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Politicians from four of the five parliamentary parties took part in the wide-ranging debate on the Covid-19 response at the University of Otago.
The event, organised by the Otago University Debating Society, attracted a large crowd.
One of the key issues was how best to manage the post-Covid recovery.
Green Party co-leader James Shaw said the Covid situation presented both an opportunity and responsibility to invest in issues such as climate change, protecting nature, and reducing poverty.
For Labour MP and Minister David Parker, maintaining "social cohesion" was critical to recovery efforts.
"You have to take people with you. To take people with you, you have to have voluntary compliance with rules that are necessary to protect all of us," he said.
There also needed to be support for those impacted economically by Covid, through no fault of their own, he said.
At the other end of the table were Dunedin-based National health spokesman Michael Woodhouse and Act New Zealand leader David Seymour.
Mr Woodhouse said a key way to help the economy was to "get the country going as quickly and as safely as we can".
"If we were to open too soon and put risks in that we had to shut down again, that is a tremendous economic risk that’s currently being managed in a very conservative way.
"We would suggest to you that there is other alternatives to that, which does involve opening up safely and carefully, because you’re not spending money on the people losing their jobs, the focus has to be on preventing job losses in the first place."
Mr Seymour saw reason for optimism, saying the pandemic presented an opportunity for New Zealand in that skilled people would want to return to the country due to its success in fighting Covid-19.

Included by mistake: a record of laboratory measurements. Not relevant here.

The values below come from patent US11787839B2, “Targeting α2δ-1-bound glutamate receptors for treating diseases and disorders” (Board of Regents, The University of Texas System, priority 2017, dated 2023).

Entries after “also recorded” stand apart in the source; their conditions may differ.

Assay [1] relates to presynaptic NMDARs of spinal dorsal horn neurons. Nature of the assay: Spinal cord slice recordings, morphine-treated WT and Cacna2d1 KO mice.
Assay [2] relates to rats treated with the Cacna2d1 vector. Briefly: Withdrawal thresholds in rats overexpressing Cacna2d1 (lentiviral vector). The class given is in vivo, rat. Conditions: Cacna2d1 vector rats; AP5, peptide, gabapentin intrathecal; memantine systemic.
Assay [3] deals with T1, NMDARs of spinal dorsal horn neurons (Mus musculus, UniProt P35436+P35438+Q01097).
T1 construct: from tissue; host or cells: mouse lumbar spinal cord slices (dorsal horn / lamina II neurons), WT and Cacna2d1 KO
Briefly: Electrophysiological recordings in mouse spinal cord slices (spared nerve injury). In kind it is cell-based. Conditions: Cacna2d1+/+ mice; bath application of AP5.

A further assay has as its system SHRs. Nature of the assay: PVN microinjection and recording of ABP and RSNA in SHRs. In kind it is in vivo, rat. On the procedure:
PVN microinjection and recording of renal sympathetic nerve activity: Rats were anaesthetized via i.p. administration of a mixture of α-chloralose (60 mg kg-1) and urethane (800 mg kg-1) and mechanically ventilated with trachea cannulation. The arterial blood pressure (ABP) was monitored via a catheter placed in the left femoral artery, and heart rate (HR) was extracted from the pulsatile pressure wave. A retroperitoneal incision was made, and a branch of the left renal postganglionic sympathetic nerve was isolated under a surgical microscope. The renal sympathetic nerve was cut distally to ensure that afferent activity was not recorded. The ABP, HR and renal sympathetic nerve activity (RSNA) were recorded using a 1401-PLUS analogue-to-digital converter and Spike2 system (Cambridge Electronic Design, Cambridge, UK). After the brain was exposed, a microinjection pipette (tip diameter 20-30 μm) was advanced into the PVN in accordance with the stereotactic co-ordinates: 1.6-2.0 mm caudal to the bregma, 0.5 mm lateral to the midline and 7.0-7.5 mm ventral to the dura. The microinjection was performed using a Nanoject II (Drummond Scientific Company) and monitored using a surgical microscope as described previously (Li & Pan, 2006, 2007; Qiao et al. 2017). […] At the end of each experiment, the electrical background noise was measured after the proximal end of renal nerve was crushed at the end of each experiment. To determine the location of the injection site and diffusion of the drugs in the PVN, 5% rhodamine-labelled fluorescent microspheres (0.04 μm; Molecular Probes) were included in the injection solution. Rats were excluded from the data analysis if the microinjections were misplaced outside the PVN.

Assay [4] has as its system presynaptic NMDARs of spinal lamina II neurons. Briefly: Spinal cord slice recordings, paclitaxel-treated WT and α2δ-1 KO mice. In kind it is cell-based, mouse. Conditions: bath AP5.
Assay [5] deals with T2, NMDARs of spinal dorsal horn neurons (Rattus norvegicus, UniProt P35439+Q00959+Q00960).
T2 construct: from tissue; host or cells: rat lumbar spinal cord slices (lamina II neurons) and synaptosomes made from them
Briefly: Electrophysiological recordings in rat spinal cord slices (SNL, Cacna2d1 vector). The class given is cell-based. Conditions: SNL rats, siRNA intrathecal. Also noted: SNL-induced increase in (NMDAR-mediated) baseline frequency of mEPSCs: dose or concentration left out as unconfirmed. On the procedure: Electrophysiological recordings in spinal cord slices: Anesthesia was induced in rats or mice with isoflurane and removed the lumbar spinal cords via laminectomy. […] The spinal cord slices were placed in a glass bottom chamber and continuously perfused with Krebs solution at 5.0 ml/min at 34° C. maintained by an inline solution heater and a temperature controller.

"Being an isolated country is possibly one of the best blessings we’ve ever had."
When asked about the potential impact of the cannabis legalisation referendum, three of the four speakers revealed they would vote in favour.
Dunedin Green Party candidate Jack Brazil subbed in for Mr Shaw, who had to leave to catch a flight.
Mr Parker did not believe legalisation would significantly change rates of cannabis use, or have a major economic impact either way.
Mr Seymour said he was voting "yes" because he worried that people who sought cannabis on the black market were turning to methamphetamine when it was not available.
Mr Woodhouse was the lone critic, saying the cost of legalised cannabis after taxation and licensing fees would drive people to the black market anyway.
"The simple question I will be answering before I go to the ballot box is, as the health spokesperson and hopefully future Health Minister, is will the health of New Zealanders be better or worse as a consequence of legalisation?"